Microbial rhodopsins are membrane proteins that utilize a retinal chromophore to harvest sunlight for energetic and photosensory functions. Recently, a group of novel rhodopsin sequences named ‘actinorhodopsins’ (ActRs) was hypothesized to exist among uncultured planktonic Actinobacteria. ActRs were discovered by mining metagenomic data obtained during the Venter Institute’s Global Ocean Sampling expedition, from a hypersaline lagoon, two estuaries and a freshwater lake. On the basis of these findings, and many studies that show Actinobacteria are common inhabitants of lakes, we predicted that ActR genes would likely be present in other freshwater habitats and among the genomes of cultivated Actinobacteria. Using degenerate polymerase chain reaction primers, we discovered an ActR gene present in an actinobacterial isolate of the family Microbacteriaceae. Isolate MWH-Uga1 was cultivated prior to this study from a freshwater pond in Uganda and belongs to a group of Actinobacteria previously identified in freshwater ecosystems. ActR genes were also discovered present in numerous mixed cultures containing freshwater Actinobacteria and among environmental DNA samples obtained from three freshwater sources; a small woodland pond and the Laurentian Great Lakes Superior and Erie. An analysis of small subunit ribosomal RNA genes from metagenomic DNA samples harboring ActR genes suggests that organisms belonging to the acI lineage, an uncultured group of Actinobacteria commonly present in fresh waters, may utilize rhodopsins. The co-occurrence of an acI organism with a specific ActR variant in a mixed culture supports our hypothesis.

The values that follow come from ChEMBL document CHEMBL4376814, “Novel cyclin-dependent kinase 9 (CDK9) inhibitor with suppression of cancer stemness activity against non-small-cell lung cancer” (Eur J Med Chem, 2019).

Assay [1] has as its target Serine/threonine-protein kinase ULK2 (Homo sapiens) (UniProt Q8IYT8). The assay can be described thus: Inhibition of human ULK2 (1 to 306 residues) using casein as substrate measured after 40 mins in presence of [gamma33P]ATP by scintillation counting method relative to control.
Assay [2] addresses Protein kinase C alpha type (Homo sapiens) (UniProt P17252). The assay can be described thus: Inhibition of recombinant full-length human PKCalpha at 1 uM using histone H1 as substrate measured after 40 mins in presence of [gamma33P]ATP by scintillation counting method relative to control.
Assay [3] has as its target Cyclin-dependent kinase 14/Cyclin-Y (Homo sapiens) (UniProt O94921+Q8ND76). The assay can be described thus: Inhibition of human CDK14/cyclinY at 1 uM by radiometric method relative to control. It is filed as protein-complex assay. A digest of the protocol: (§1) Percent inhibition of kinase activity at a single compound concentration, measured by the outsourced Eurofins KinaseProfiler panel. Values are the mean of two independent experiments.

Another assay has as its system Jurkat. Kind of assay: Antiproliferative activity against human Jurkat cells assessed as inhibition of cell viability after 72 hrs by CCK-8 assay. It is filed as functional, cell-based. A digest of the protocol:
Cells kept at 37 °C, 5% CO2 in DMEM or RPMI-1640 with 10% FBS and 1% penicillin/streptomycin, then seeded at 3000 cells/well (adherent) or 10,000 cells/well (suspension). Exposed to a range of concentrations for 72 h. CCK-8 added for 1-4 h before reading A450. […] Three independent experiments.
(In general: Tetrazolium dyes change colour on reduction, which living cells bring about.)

Available at: http://works.bepress.com/steven_wilhelm/4/